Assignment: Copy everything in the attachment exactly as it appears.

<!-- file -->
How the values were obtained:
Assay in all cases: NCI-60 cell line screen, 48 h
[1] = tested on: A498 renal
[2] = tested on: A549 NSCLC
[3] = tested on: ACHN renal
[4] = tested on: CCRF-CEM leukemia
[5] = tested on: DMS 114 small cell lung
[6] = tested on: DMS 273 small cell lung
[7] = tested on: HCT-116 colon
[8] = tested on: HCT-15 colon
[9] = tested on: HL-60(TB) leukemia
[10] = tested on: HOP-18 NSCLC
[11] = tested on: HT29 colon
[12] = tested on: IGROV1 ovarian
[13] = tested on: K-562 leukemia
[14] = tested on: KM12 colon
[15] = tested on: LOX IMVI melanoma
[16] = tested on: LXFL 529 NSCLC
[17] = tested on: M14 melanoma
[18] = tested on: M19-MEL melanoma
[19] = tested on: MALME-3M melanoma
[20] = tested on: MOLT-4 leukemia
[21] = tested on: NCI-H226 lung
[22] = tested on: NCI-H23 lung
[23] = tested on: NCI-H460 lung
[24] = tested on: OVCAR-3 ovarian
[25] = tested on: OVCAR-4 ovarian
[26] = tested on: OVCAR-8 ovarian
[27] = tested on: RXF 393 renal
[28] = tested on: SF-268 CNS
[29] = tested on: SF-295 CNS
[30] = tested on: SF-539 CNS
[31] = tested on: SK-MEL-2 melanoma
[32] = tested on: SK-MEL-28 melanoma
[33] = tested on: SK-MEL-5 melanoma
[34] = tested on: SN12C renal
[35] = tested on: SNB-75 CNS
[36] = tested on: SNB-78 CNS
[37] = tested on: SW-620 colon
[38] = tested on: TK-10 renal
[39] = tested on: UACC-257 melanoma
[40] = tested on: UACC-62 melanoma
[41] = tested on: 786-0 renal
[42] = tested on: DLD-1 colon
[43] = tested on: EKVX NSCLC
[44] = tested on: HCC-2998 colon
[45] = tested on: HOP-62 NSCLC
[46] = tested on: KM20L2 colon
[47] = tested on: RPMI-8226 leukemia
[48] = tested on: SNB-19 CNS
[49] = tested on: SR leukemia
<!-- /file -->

How the values were obtained:
Assay in all cases: NCI-60 cell line screen, 48 h
[1] = tested on: A498 renal
[2] = tested on: A549 NSCLC
[3] = tested on: ACHN renal
[4] = tested on: CCRF-CEM leukemia
[5] = tested on: DMS 114 small cell lung
[6] = tested on: DMS 273 small cell lung
[7] = tested on: HCT-116 colon
[8] = tested on: HCT-15 colon
[9] = tested on: HL-60(TB) leukemia
[10] = tested on: HOP-18 NSCLC
[11] = tested on: HT29 colon
[12] = tested on: IGROV1 ovarian
[13] = tested on: K-562 leukemia
[14] = tested on: KM12 colon
[15] = tested on: LOX IMVI melanoma
[16] = tested on: LXFL 529 NSCLC
[17] = tested on: M14 melanoma
[18] = tested on: M19-MEL melanoma
[19] = tested on: MALME-3M melanoma
[20] = tested on: MOLT-4 leukemia
[21] = tested on: NCI-H226 lung
[22] = tested on: NCI-H23 lung
[23] = tested on: NCI-H460 lung
[24] = tested on: OVCAR-3 ovarian
[25] = tested on: OVCAR-4 ovarian
[26] = tested on: OVCAR-8 ovarian
[27] = tested on: RXF 393 renal
[28] = tested on: SF-268 CNS
[29] = tested on: SF-295 CNS
[30] = tested on: SF-539 CNS
[31] = tested on: SK-MEL-2 melanoma
[32] = tested on: SK-MEL-28 melanoma
[33] = tested on: SK-MEL-5 melanoma
[34] = tested on: SN12C renal
[35] = tested on: SNB-75 CNS
[36] = tested on: SNB-78 CNS
[37] = tested on: SW-620 colon
[38] = tested on: TK-10 renal
[39] = tested on: UACC-257 melanoma
[40] = tested on: UACC-62 melanoma
[41] = tested on: 786-0 renal
[42] = tested on: DLD-1 colon
[43] = tested on: EKVX NSCLC
[44] = tested on: HCC-2998 colon
[45] = tested on: HOP-62 NSCLC
[46] = tested on: KM20L2 colon
[47] = tested on: RPMI-8226 leukemia
[48] = tested on: SNB-19 CNS
[49] = tested on: SR leukemia